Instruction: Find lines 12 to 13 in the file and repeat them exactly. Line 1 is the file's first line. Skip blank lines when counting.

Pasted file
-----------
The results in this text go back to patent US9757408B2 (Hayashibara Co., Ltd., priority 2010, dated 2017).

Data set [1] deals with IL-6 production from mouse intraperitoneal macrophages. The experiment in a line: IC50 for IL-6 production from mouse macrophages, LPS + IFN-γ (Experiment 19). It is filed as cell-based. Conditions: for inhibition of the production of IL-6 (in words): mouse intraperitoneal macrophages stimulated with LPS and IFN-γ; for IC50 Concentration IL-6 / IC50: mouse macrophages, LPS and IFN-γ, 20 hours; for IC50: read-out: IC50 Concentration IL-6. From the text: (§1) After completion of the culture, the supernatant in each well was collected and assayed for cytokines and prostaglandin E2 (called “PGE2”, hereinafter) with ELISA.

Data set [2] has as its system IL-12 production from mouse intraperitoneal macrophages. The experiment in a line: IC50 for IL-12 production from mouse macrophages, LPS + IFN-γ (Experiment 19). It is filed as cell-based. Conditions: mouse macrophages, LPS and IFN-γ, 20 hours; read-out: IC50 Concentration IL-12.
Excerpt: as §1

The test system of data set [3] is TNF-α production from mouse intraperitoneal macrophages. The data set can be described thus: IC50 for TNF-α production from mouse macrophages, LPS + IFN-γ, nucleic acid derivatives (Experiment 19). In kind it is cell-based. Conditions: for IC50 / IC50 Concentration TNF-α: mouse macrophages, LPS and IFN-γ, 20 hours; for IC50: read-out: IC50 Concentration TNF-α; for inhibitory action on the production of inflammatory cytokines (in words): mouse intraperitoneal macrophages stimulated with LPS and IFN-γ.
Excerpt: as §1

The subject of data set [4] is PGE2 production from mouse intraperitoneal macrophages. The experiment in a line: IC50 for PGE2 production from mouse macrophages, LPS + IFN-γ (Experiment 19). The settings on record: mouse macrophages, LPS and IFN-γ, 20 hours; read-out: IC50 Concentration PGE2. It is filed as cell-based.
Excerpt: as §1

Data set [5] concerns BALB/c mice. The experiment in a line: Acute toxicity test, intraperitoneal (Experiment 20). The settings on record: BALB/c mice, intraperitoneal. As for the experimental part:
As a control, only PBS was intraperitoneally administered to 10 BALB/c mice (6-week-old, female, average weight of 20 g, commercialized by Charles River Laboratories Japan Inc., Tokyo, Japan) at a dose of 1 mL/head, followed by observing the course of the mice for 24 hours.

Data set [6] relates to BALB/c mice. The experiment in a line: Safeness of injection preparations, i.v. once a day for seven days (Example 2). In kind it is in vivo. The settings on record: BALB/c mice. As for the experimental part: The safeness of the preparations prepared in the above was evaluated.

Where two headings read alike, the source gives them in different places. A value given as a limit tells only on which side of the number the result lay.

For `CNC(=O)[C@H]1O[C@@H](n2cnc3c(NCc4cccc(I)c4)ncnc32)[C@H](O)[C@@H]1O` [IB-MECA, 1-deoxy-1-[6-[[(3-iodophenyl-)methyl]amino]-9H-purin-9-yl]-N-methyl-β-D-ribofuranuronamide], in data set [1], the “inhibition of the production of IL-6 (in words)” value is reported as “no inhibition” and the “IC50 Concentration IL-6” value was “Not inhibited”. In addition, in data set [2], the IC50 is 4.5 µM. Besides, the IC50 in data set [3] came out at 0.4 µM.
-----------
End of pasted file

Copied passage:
Where two headings read alike, the source gives them in different places. A value given as a limit tells only on which side of the number the result lay.

For `CNC(=O)[C@H]1O[C@@H](n2cnc3c(NCc4cccc(I)c4)ncnc32)[C@H](O)[C@@H]1O` [IB-MECA, 1-deoxy-1-[6-[[(3-iodophenyl-)methyl]amino]-9H-purin-9-yl]-N-methyl-β-D-ribofuranuronamide], in data set [1], the “inhibition of the production of IL-6 (in words)” value is reported as “no inhibition” and the “IC50 Concentration IL-6” value was “Not inhibited”. In addition, in data set [2], the IC50 is 4.5 µM. Besides, the IC50 in data set [3] came out at 0.4 µM.